Colonoscopic Findings in Patients with Bleeding Per-rectum in Colonoscopy Center at Rizgary Teaching Hospital, Erbil, Iraq
|Al- Anbar Medical Journal|
|Articles in Press, Accepted Manuscript, Available Online from 18 April 2023 PDF (411.77 K)|
|Document Type: Original articles|
|Mahmood Saud F. Khudhur* ; Ali Al Dabbagh|
|Department of Surgery/General Surgery, Rizgary Teaching Hospital, Erbil, Iraq.|
|Background: Rectal bleeding is commonly seen in daily practice. The colonoscopy is an essential diagnostic tool in detecting the various causes of this clinical entity.|
Objectives: We aimed to detect the different pathological lesions in patients with rectal bleeding using colonoscopy and to find the correlation between colonoscopic findings and the age and gender of the patients.
Materials and Methods: This prospective cross-sectional study was conducted at the center of endoscopy and colonoscopy at Rizgary Teaching Hospital throughout the period from April 2018 to April 2019. Patients with bleeding from the rectum and subjected to colonoscopy of any age and gender were enrolled in the current study. Data regarding the age, gender, duration, family history of colorectal cancer, whether the bleeding was fresh or mixed with stool, spontaneous stoppage of bleeding or not, and the colonoscopic findings were recorded for every participant.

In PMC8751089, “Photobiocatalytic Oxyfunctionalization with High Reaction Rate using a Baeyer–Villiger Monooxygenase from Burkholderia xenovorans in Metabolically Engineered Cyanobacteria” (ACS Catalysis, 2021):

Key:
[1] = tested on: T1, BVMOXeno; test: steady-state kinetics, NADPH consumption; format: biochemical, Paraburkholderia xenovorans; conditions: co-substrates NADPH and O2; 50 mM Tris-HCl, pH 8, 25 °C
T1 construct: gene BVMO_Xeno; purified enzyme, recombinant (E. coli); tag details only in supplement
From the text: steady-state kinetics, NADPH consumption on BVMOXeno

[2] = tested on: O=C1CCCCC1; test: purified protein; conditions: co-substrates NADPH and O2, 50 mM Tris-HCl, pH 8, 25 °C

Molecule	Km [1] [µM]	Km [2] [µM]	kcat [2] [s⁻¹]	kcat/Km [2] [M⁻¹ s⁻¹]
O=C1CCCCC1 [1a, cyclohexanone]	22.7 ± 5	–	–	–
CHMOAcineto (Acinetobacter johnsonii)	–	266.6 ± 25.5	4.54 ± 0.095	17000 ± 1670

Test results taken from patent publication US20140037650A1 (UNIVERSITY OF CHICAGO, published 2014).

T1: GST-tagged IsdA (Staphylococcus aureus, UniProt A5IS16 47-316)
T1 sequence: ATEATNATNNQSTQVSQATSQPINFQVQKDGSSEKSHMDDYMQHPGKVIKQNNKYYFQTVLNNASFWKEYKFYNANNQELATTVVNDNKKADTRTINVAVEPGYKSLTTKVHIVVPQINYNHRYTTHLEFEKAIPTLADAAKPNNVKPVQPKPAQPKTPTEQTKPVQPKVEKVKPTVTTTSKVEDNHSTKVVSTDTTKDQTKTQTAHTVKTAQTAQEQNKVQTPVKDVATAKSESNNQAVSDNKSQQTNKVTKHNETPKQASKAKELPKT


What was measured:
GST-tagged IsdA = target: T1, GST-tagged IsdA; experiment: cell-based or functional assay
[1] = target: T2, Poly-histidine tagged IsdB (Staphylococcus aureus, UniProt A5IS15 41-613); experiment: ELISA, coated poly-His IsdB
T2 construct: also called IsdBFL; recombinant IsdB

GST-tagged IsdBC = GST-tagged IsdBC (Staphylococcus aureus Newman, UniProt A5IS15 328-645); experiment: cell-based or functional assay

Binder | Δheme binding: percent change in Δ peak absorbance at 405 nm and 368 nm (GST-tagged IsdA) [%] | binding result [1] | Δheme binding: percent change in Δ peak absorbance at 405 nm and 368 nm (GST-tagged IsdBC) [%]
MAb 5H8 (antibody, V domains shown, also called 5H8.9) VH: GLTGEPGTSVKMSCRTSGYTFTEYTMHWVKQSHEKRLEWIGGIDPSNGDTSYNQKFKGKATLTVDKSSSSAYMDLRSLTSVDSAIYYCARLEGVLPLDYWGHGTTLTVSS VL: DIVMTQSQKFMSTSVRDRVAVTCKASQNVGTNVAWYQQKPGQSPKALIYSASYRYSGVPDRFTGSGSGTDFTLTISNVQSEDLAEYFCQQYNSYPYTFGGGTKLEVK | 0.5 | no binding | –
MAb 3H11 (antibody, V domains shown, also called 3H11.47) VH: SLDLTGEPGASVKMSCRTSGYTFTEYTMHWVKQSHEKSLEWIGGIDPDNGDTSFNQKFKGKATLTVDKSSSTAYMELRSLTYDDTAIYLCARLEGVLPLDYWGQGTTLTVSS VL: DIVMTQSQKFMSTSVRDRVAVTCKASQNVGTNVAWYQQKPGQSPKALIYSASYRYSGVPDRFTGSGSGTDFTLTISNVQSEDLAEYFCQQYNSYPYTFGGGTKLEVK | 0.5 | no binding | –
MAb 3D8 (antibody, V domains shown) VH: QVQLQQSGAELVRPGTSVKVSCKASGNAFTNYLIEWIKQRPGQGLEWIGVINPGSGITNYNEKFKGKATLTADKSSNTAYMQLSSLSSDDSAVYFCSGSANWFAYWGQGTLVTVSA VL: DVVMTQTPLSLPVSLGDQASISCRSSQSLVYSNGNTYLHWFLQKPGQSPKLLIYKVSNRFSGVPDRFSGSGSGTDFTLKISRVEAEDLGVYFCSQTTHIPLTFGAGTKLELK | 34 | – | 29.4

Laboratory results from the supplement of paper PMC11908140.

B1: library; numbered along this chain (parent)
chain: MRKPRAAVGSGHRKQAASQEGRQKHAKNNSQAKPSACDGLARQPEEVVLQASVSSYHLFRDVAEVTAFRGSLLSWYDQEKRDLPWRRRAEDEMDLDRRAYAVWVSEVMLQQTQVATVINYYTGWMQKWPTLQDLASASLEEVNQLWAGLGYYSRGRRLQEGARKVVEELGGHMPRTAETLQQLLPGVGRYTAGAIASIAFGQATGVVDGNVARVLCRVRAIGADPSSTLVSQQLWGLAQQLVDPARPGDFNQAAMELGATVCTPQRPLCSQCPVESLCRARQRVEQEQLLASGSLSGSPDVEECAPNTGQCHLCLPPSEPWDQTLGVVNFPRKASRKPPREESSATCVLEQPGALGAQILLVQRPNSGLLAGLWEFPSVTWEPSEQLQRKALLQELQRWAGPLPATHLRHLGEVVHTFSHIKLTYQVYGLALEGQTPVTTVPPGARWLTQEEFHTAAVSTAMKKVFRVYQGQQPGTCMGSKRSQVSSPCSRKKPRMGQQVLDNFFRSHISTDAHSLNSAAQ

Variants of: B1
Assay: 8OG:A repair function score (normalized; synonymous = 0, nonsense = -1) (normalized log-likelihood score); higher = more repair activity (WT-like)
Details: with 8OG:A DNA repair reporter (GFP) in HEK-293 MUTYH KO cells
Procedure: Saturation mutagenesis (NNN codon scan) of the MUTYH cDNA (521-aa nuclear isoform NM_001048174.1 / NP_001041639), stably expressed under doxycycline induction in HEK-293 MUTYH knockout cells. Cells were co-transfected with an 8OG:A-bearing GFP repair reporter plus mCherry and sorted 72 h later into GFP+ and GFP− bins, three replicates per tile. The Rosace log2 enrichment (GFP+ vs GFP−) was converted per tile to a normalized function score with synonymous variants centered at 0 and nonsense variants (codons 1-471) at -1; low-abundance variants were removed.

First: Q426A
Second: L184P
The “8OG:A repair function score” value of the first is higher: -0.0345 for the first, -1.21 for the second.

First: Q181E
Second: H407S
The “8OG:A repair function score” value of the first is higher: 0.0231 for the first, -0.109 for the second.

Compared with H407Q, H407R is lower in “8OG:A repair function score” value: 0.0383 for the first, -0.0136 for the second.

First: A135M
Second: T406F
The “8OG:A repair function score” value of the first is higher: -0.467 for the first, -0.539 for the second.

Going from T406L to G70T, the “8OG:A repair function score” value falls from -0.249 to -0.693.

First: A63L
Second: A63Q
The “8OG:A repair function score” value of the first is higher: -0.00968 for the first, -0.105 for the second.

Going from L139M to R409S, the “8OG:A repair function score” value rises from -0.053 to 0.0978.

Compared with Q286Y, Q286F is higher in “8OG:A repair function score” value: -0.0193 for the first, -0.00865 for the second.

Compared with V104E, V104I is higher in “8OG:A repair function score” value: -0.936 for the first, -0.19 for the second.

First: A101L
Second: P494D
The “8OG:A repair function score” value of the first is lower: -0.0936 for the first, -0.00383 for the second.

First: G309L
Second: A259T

Results: Of 91 patients with rectal bleeding, there were 55 (60.4%) male. The most affected age group was over 40 years old (n = 47, 51.6%). Only 11 (12.1%) of the participants gave a family history of colorectal cancer. Around three-quarters of the cases involved chronic bleeding. The bleeding was fresh in 60 (65.9%) cases. The majority of the bleeding (n = 74, 81.3%) stopped spontaneously. Hemorrhoids (49.45%) were the most common colonoscopic finding in patients with rectal bleeding, followed by no abnormality (18.68%), and the least diverticular disease (2.2%). There was a statistically significant difference between the age of the patient and the cause of rectal bleeding (P-value = 0.042). However, there was no such correlation regarding the patient's gender (P-value = 0.196).
Conclusion: Hemorrhoids were the most common colonoscopic finding in patients with rectal bleeding. The age of the patient can determine the cause of the rectal bleeding.
|Colonoscopy; Colonoscopic findings; Lower gastrointestinal tract; Bleeding per Rectum; Lower gastrointestinal bleeding|
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